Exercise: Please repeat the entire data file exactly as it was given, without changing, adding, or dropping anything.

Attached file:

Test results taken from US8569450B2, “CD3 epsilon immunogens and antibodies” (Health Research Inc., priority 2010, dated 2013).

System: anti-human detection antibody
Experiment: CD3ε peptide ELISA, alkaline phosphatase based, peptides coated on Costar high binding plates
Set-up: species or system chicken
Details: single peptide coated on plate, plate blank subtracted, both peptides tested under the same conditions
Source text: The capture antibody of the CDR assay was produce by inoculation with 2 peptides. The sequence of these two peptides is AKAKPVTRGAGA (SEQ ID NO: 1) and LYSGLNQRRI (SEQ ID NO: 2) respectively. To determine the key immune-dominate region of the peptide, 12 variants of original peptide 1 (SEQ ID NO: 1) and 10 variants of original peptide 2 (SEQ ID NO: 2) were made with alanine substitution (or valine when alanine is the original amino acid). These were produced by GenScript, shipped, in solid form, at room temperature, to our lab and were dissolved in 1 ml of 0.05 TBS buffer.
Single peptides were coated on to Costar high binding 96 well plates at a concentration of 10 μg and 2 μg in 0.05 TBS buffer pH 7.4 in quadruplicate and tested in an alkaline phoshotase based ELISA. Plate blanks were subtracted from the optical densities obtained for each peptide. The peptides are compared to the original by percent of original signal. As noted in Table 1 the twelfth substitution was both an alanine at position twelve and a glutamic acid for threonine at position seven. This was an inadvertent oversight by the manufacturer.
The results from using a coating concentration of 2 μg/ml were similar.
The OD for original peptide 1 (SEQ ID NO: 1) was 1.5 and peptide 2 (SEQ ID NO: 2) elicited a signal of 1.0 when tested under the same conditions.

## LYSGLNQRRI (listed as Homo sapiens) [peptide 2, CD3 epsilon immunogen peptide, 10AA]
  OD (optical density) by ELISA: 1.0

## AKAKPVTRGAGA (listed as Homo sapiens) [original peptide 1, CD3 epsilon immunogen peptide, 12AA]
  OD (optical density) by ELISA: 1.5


Test results taken from US8569450B2, “CD3 epsilon immunogens and antibodies” (Health Research Inc., priority 2010, dated 2013).

System: anti-human detection antibody
Experiment: CD3ε peptide ELISA, alkaline phosphatase based, peptides coated on Costar high binding plates
Set-up: species or system chicken
Details: single peptide coated on plate, plate blank subtracted, both peptides tested under the same conditions
Source text: The capture antibody of the CDR assay was produce by inoculation with 2 peptides. The sequence of these two peptides is AKAKPVTRGAGA (SEQ ID NO: 1) and LYSGLNQRRI (SEQ ID NO: 2) respectively. To determine the key immune-dominate region of the peptide, 12 variants of original peptide 1 (SEQ ID NO: 1) and 10 variants of original peptide 2 (SEQ ID NO: 2) were made with alanine substitution (or valine when alanine is the original amino acid). These were produced by GenScript, shipped, in solid form, at room temperature, to our lab and were dissolved in 1 ml of 0.05 TBS buffer.
Single peptides were coated on to Costar high binding 96 well plates at a concentration of 10 μg and 2 μg in 0.05 TBS buffer pH 7.4 in quadruplicate and tested in an alkaline phoshotase based ELISA. Plate blanks were subtracted from the optical densities obtained for each peptide. The peptides are compared to the original by percent of original signal. As noted in Table 1 the twelfth substitution was both an alanine at position twelve and a glutamic acid for threonine at position seven. This was an inadvertent oversight by the manufacturer.
The results from using a coating concentration of 2 μg/ml were similar.
The OD for original peptide 1 (SEQ ID NO: 1) was 1.5 and peptide 2 (SEQ ID NO: 2) elicited a signal of 1.0 when tested under the same conditions.

## LYSGLNQRRI (listed as Homo sapiens) [peptide 2, CD3 epsilon immunogen peptide, 10AA]
  OD (optical density) by ELISA: 1.0

## AKAKPVTRGAGA (listed as Homo sapiens) [original peptide 1, CD3 epsilon immunogen peptide, 12AA]
  OD (optical density) by ELISA: 1.5